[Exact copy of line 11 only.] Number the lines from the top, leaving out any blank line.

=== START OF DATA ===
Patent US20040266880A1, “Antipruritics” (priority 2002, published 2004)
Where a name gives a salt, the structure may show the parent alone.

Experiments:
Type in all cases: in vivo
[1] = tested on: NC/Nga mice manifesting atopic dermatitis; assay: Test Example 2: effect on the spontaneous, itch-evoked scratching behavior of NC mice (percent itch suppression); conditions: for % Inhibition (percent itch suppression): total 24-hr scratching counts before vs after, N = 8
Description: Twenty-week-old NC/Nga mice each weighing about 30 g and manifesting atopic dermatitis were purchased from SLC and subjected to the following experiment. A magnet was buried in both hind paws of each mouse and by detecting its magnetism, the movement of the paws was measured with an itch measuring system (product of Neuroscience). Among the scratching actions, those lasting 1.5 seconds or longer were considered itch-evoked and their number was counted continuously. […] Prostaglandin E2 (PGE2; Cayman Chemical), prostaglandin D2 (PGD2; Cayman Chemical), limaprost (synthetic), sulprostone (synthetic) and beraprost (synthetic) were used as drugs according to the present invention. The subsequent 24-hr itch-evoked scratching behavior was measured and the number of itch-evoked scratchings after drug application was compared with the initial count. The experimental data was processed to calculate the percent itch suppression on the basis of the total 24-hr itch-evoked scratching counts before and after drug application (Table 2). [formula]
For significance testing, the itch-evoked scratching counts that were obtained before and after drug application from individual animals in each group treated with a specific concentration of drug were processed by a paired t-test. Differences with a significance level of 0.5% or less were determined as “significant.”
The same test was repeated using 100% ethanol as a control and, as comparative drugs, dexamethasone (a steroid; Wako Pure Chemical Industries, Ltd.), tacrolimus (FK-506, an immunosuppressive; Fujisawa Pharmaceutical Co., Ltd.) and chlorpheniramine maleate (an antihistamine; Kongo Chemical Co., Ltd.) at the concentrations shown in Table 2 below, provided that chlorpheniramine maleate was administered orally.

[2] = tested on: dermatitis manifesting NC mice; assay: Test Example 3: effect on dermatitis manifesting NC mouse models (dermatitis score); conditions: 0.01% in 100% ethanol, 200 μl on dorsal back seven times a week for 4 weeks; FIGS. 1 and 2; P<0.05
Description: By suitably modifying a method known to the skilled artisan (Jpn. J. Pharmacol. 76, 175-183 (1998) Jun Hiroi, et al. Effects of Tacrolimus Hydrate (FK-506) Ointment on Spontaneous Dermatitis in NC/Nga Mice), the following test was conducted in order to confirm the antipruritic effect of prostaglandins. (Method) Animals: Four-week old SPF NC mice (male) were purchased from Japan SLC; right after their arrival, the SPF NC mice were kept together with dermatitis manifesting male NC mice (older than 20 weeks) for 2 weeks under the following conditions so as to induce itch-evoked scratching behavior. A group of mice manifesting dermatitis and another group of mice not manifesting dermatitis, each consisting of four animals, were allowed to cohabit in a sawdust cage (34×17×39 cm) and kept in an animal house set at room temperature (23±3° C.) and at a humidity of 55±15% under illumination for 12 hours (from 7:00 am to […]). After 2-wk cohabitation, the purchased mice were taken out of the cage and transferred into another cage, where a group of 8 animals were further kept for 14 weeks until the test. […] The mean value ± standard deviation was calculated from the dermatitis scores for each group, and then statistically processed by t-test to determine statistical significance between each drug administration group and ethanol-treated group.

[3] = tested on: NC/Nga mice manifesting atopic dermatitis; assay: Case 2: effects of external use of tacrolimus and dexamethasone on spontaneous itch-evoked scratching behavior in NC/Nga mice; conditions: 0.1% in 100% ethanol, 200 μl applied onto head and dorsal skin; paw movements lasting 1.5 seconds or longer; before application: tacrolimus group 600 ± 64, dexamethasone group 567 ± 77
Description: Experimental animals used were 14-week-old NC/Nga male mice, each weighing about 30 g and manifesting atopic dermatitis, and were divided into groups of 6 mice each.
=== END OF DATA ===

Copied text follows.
[3] = tested on: NC/Nga mice manifesting atopic dermatitis; assay: Case 2: effects of external use of tacrolimus and dexamethasone on spontaneous itch-evoked scratching behavior in NC/Nga mice; conditions: 0.1% in 100% ethanol, 200 μl applied onto head and dorsal skin; paw movements lasting 1.5 seconds or longer; before application: tacrolimus group 600 ± 64, dexamethasone group 567 ± 77